Three Times, No Charm


Saint Louis University rejects David Horowitz as a speaker. Schnucks’ new downtown store allows a manager to display a crucifix in a visible area. And the Lutheran Church-Missouri Synod agrees to sell KFUO to a company that owns Christian music stations, threatening to take classical music off the St. Louis airwaves.

These three situations comprise wholly lawful conduct. In each instance, a private entity, be it commercial or nonprofit, has made a decision about what forms of expression it chooses to exhibit, not exhibit or cease exhibiting. Nothing here is going to garner the attention of constitutional free speech experts.


So what’s the big deal? Well, take a closer look at the fabric that weaves through the examples and you will see a more subtle issue, one that should engage discussion and debate. The question is: Should institutions be held up to public scrutiny and accountability for apparent disrespect of their audiences and communities?

In the case of SLU, the consequence is the perception that the school does not value free expression and diversity of opinion. Horowitz, a noted and outspoken conservative, was invited by campus Republicans to give a speech entitled “Islamo-Fascism Awareness and Civil Rights.” The university saw the speech as an attack on Islam, and while SLU claimed it didn’t “cancel” the talk, “suggested” various changes in its focus that resulted in a de facto rejection of Horowitz’s speech. When asked about the content, Horowitz indicated, according to the St. Louis Post-Dispatch, that it was not an indictment of Islam but rather of extremism and terrorism, adding that “his speech is about what he sees as a campaign against Jews and the state of Israel on many college campuses. ” And advocates of free speech on college campuses, many of whom disagree substantively with Horowitz on any number of issues, appropriately and vigorously rose to his defense.

SLU’s conduct not only insults those who would defend Israel, Judaism and the world from terror, but shows a lack of respect for its own students. The message that emanates from this exercise is that students are not to be trusted to form their own opinions based on weighing the words presented to them. This is a bad precedent.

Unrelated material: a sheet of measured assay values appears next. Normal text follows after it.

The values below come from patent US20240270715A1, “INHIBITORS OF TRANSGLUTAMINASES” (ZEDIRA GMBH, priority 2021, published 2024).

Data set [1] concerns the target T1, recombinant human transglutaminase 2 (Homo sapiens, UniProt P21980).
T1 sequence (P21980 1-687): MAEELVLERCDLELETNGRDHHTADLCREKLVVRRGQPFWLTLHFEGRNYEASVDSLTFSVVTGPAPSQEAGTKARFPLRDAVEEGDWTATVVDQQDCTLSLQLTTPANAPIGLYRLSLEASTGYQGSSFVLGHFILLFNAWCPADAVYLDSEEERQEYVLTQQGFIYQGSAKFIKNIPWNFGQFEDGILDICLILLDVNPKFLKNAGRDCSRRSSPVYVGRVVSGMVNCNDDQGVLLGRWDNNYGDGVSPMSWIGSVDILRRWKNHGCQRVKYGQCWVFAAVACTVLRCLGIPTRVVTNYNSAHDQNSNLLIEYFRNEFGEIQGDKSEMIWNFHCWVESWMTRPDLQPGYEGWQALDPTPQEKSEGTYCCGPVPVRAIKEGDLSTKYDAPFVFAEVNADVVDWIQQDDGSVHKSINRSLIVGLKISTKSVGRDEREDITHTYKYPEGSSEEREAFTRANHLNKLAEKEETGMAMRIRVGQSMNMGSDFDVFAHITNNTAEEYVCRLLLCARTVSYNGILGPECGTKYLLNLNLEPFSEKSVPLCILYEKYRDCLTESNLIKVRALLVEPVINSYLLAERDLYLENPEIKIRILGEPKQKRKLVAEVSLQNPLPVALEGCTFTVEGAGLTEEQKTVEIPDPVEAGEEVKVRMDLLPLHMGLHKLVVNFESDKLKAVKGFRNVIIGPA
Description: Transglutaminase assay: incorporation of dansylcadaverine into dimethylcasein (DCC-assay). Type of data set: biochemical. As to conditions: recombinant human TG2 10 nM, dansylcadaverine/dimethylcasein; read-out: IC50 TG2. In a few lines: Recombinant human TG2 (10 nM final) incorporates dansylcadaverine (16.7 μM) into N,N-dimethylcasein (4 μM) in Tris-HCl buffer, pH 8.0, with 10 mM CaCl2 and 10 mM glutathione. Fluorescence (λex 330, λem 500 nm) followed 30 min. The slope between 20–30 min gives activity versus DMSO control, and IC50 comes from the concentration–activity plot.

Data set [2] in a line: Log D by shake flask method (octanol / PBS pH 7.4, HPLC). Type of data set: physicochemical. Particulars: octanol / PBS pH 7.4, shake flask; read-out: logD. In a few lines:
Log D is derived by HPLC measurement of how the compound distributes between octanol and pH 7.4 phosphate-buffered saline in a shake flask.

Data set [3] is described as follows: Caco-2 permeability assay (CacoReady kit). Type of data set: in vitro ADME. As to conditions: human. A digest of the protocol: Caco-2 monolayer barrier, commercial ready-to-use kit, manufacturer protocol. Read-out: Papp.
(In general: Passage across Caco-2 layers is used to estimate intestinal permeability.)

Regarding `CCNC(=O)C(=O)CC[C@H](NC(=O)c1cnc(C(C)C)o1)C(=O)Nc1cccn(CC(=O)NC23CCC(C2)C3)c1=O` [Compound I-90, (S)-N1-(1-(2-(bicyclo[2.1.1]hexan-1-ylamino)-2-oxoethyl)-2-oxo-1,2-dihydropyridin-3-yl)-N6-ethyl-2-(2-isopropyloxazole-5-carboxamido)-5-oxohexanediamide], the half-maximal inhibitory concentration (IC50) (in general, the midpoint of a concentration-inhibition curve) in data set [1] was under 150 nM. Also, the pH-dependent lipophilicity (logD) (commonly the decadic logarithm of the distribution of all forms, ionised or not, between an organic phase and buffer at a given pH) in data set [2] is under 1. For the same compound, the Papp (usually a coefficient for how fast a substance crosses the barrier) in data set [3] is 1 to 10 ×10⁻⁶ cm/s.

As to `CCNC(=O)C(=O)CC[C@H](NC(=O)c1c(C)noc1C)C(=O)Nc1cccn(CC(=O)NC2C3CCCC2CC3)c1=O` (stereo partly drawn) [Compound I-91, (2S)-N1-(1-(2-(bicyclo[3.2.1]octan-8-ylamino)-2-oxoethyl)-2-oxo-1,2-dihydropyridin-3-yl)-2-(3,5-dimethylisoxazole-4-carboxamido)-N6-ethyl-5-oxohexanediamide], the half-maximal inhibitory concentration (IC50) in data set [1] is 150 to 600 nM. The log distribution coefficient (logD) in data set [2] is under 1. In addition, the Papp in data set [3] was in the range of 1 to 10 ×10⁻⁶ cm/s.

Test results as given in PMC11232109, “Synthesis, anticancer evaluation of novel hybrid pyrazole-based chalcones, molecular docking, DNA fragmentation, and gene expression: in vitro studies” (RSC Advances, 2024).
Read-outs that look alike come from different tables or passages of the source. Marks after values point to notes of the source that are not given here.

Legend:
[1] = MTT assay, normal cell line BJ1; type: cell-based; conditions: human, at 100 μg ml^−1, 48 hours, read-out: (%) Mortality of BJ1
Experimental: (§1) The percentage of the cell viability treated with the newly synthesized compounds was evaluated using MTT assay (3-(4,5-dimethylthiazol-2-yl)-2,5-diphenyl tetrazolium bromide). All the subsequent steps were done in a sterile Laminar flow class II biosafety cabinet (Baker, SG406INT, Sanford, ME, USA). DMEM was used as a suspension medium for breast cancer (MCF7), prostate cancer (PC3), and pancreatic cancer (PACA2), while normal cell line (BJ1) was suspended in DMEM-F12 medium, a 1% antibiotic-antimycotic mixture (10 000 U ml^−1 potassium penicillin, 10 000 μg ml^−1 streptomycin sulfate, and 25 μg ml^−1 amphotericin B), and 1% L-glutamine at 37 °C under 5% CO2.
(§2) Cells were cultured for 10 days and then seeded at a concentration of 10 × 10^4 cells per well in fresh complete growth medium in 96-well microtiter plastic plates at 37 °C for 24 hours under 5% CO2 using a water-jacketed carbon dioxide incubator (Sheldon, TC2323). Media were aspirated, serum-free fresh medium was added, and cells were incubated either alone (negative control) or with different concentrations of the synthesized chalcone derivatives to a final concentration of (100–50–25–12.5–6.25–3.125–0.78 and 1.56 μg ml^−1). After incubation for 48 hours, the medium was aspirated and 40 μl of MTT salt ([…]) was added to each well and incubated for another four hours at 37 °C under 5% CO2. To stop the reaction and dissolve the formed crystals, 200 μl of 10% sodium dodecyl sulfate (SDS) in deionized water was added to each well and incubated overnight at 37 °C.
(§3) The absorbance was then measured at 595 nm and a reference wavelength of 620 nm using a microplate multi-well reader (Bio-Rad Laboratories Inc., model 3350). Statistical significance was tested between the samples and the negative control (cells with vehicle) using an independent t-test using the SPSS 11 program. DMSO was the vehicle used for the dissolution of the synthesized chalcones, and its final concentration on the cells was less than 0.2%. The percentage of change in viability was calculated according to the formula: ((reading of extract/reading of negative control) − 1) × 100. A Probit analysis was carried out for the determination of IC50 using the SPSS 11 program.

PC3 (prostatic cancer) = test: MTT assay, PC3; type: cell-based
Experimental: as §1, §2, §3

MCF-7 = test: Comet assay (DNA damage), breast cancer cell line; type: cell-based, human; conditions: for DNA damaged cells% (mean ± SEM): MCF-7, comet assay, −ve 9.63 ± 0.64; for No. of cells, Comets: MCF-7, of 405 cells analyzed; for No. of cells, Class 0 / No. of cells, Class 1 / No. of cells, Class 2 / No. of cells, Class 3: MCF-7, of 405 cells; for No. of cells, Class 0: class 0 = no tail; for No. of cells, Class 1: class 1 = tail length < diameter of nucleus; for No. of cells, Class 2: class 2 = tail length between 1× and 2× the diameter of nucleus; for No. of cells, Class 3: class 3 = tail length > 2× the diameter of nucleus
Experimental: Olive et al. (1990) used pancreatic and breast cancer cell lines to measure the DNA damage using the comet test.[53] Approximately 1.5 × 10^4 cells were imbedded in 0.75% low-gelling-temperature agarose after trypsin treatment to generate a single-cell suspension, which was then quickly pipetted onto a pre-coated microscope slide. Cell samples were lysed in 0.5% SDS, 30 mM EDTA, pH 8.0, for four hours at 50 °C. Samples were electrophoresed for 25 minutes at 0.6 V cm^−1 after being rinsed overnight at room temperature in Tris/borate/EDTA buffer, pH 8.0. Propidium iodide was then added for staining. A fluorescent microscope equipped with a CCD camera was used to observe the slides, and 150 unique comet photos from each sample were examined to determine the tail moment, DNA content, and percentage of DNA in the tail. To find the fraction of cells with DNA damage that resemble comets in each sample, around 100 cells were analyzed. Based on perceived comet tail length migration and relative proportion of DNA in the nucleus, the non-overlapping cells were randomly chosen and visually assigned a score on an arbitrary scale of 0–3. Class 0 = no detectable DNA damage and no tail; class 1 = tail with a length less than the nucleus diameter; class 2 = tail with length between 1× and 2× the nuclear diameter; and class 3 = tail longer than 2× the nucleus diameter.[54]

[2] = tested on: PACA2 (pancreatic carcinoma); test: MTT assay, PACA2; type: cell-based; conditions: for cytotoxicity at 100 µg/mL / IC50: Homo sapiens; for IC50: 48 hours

While the SLU situation calls for open expression, the Schnucks Culinaria episode suggests the opposite result is appropriate. Why? Because again, the issue is one of respect for the surrounding community. Certainly few would question the community-minded nature of the Schnuck family – its members have been philanthropic role models in St. Louis, and friends of the Jewish community, for decades. But while the company’s support of its manager — who with good but misguided intent suggested that other religious symbols could be displayed as well — may be admirable, why support his personal preference over the sensitivities of its loyal customers?

Think of it this way – would Schnucks, or any grocery for that matter, have stepped up to the plate in defense of its manager if the original offending symbol had been an Islamic crescent? How about a symbol of a pagan nature? We don’t know the answer to these questions, of course, but we could speculate that the tolerance quotient might have been somewhat smaller. Because one customer’s sacred image may be anathema to another, the best course for a commercial enterprise is probably to limit any such displays to private spaces that are not frequented by the public.

Then there’s the curious case of KFUO and the Missouri Synod of the Lutheran Church. Longtime owners and operators of the Marconi Award-winning classical radio station, the Synod has provided a public good to the community for years, and continued the format after KWMU wrongly decided to largely abandon classical music programming. Now, in its desire to sell the station, the Synod executes a total about face, apparently refusing to even seriously discuss a sale to anyone other than the Joy radio network.

This inexplicable behavior is a gross disservice to the St. Louis community that has supported classical programming on KFUO/Classic 99 for so long. When Anheuser-Busch decided to sell the Cardinals, it took great pains to ensure the stability and commitment of its buyers to a quality baseball franchise, and Bill DeWitt Jr. and his partners have delivered with flying colors. Sure, DeWitt and Co. got a very good deal from the brewery, but the quid pro quo was their agreement to shepherd a precious community resource.

Not so with KFUO. The goal of the purchasing entity has nothing to do with the greater metropolitan community. Their weakly-stated desire to see continued classical programming in the area is clearly secondary to their goal of having stronger signal strength to broadcast contemporary Christian music, which they already transmit through weaker frequencies. And while we obviously have no objection to a religiously-based radio station, the loss of a major cultural resource ratchets St. Louis down yet another peg in its national stature.

SLU, Schnucks, Synod. Each a community leader, each had an opportunity to make a wise and respectful choice and in all three instances, they took an errant path. We trust that they and others can apply the lessons learned here and show a greater respect for the communities that have supported them through the years.